Cornyn: Immediate Steps POTUS Can Take to Lower Gas Prices

U.S. Sen. John Cornyn (R-Texas) and 31 Republican Senators today outlined steps to President Obama that he could take immediately to lower prices for Americans at the pump. In a letter with fellow Senate Republicans, Sen. Cornyn called on President Obama to end the Permatorium on drilling in the Gulf and Outer Continental Shelf, eliminate burdensome, job-killing regulations, and sign off on the Keystone XL pipeline:

President Barack Obama
The White House
1600 Pennsylvania Avenue
Washington, D.C.

Dear Mr. President:

We write to express our concern about the rising cost of gasoline and your Administration’s failure to take concrete actions to address this serious problem. The average U.S. price of a gallon of regular gasoline has more than doubled since the week of your inauguration in January 2009, from $1.84 to $3.72. Furthermore, according to the Associated Press, the typical U.S. household spent $4,155 filling up at the pump in 2011, an all-time high, and 8.4 percent of the median household income—the highest percentage spent for gasoline since 1981, when oil prices had soared due to crisis in the Middle East.

Last week you stated, “With or without this Congress, I'll continue to do whatever I can to develop every source of American energy, so that our future isn't controlled by events on the other side of the world." Indeed, the fact remains there are concrete actions within your power that can help ease fears of oil supply disruptions and skyrocketing gasoline prices. As you acknowledged in your March 2011 energy security speech, “producing more oil in America can help lower oil prices, create jobs, and enhance our energy security.” However, several policies of your Administration are in direct conflict with this stated goal, and are contributing to the economic burden felt by families and businesses facing rising prices.

Expanding access to federal onshore and offshore lands, and eliminating permit delays for leases, could help lower prices and strengthen our energy security while creating jobs and boosting tax revenues. Unfortunately, your Administration’s proposed offshore oil and natural gas leasing plan for 2012 to 2017 eliminates 50 percent of lease sales provided for in the previous plan, opens less than three percent of offshore areas to energy production, and imposes a moratorium on developing energy from 14 billion barrels of oil and 55 trillion cubic feet of natural gas in the Atlantic and Pacific oceans. The moratorium on exploration in the Gulf of Mexico, and persistent delays for permits in shallow and deep water leases, could result in a 19 percent decrease in production in 2012 compared to 2010, according to an Energy Information Administration projection.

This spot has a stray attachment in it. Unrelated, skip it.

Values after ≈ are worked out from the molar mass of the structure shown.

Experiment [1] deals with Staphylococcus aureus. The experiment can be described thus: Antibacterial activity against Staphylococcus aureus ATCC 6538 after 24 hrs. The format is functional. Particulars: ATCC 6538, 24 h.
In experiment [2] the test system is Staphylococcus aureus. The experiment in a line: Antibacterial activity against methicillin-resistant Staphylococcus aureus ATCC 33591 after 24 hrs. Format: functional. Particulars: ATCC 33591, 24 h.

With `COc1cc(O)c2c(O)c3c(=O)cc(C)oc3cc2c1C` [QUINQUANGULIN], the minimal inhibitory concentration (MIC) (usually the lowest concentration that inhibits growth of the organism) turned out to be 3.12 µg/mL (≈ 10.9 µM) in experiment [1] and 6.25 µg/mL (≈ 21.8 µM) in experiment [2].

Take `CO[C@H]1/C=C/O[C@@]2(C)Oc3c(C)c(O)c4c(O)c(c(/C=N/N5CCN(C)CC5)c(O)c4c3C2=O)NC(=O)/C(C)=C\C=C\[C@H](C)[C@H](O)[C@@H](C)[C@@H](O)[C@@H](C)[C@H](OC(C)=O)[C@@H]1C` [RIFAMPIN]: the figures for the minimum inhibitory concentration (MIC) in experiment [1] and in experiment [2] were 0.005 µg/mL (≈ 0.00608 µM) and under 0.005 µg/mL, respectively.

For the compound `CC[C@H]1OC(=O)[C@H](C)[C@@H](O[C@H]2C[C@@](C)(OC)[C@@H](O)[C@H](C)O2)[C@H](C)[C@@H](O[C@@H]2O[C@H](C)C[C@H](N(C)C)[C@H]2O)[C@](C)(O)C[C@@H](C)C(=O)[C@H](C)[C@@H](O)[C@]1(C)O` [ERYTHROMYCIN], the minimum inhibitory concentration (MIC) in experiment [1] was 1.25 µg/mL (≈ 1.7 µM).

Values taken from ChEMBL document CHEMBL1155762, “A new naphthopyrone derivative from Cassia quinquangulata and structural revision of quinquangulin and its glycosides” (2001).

Alleviating burdensome regulations would also help lower energy costs. For example, even as gasoline prices near $4.00 a gallon, next month, the Environmental Protection Agency (EPA) plans to propose its “Tier 3” rule to cut air emissions from fuels and light-duty vehicles, including requiring refiners to drastically cut sulfur in gasoline. A recent study concluded the rule could increase the cost of manufacturing gasoline by 12 to 25 cents per gallon. It could raise the refining industry’s operating costs by $5 billion to $13 billion annually, lead to a 7 to 14 percent reduction in gasoline supplies from U.S. refiners, and force as many as seven U.S. refineries to shut down. Combined with proposed greenhouse gas emissions rules (which will serve as an energy tax on every consumer), new source performance standards, and the boiler “maximum achievable control technology” rule, these could put more U.S. refiners out of business, leading to even higher gasoline prices at the pump. The combined regulatory onslaught should be weighed against the impact on families and employers across the country.

Finally, reconsidering your denial of the Keystone XL pipeline would also secure future additional supplies of oil, bringing more than 700,000 barrels per day in additional Canadian crude oil. Rather than asking Saudi Arabia and other OPEC countries to produce more oil, we should work closely with our Canadian neighbors to reduce our dependency on oil from OPEC. Canada is a reliable and geographically secure trading partner whose oil exports are insulated from potential supply disruptions threatened by geopolitical turmoil found in the Middle East and the impulses of OPEC, including Iran, Libya, and Venezuela.

All of these actions are within your Administration’s purview, and would signal to markets that America is serious about reducing its vulnerability to geopolitical oil shocks around the world. The actions you take will help determine how long our pain at the pump continues.


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